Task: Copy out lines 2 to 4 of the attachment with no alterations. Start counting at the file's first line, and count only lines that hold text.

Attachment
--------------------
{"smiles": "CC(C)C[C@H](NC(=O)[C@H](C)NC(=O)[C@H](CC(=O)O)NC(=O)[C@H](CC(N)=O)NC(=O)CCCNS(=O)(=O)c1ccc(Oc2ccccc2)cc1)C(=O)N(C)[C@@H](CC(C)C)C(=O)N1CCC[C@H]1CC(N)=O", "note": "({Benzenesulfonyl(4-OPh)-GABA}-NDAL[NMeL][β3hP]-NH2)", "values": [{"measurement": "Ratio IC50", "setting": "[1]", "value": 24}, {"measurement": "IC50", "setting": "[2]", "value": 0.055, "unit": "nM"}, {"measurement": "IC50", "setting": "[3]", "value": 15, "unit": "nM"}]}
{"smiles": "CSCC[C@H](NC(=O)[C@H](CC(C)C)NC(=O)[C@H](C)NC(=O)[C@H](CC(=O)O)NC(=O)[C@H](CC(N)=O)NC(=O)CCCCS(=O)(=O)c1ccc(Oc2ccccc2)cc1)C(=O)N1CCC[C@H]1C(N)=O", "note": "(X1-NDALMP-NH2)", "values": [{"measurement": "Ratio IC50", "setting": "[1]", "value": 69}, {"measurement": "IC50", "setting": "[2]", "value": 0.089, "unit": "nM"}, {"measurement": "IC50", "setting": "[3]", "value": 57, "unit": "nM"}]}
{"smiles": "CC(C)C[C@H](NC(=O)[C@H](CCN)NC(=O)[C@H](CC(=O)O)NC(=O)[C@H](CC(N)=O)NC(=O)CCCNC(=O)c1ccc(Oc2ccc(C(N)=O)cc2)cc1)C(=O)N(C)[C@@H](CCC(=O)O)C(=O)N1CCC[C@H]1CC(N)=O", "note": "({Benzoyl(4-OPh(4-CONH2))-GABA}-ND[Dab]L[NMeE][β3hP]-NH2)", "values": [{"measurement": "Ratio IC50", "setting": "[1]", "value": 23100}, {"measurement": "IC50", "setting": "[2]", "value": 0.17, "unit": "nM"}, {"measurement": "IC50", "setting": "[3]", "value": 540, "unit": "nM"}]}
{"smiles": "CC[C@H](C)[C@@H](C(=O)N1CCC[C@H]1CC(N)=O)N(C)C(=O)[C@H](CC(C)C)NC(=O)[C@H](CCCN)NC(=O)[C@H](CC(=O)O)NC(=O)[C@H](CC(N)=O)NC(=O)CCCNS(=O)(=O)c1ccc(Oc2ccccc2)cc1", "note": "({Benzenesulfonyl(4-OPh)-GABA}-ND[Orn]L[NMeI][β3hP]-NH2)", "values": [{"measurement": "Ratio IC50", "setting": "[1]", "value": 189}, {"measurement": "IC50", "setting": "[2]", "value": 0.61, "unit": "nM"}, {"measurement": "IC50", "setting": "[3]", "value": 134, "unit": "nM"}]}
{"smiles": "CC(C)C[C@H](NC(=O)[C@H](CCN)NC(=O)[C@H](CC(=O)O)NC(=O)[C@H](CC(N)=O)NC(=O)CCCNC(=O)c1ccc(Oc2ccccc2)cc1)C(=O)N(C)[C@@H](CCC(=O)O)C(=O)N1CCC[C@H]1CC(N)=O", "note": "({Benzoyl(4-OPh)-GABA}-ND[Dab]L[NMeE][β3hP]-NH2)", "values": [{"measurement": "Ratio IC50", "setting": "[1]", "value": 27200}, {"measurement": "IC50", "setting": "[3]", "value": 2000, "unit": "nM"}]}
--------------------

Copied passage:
{"smiles": "CSCC[C@H](NC(=O)[C@H](CC(C)C)NC(=O)[C@H](C)NC(=O)[C@H](CC(=O)O)NC(=O)[C@H](CC(N)=O)NC(=O)CCCCS(=O)(=O)c1ccc(Oc2ccccc2)cc1)C(=O)N1CCC[C@H]1C(N)=O", "note": "(X1-NDALMP-NH2)", "values": [{"measurement": "Ratio IC50", "setting": "[1]", "value": 69}, {"measurement": "IC50", "setting": "[2]", "value": 0.089, "unit": "nM"}, {"measurement": "IC50", "setting": "[3]", "value": 57, "unit": "nM"}]}
{"smiles": "CC(C)C[C@H](NC(=O)[C@H](CCN)NC(=O)[C@H](CC(=O)O)NC(=O)[C@H](CC(N)=O)NC(=O)CCCNC(=O)c1ccc(Oc2ccc(C(N)=O)cc2)cc1)C(=O)N(C)[C@@H](CCC(=O)O)C(=O)N1CCC[C@H]1CC(N)=O", "note": "({Benzoyl(4-OPh(4-CONH2))-GABA}-ND[Dab]L[NMeE][β3hP]-NH2)", "values": [{"measurement": "Ratio IC50", "setting": "[1]", "value": 23100}, {"measurement": "IC50", "setting": "[2]", "value": 0.17, "unit": "nM"}, {"measurement": "IC50", "setting": "[3]", "value": 540, "unit": "nM"}]}
{"smiles": "CC[C@H](C)[C@@H](C(=O)N1CCC[C@H]1CC(N)=O)N(C)C(=O)[C@H](CC(C)C)NC(=O)[C@H](CCCN)NC(=O)[C@H](CC(=O)O)NC(=O)[C@H](CC(N)=O)NC(=O)CCCNS(=O)(=O)c1ccc(Oc2ccccc2)cc1", "note": "({Benzenesulfonyl(4-OPh)-GABA}-ND[Orn]L[NMeI][β3hP]-NH2)", "values": [{"measurement": "Ratio IC50", "setting": "[1]", "value": 189}, {"measurement": "IC50", "setting": "[2]", "value": 0.61, "unit": "nM"}, {"measurement": "IC50", "setting": "[3]", "value": 134, "unit": "nM"}]}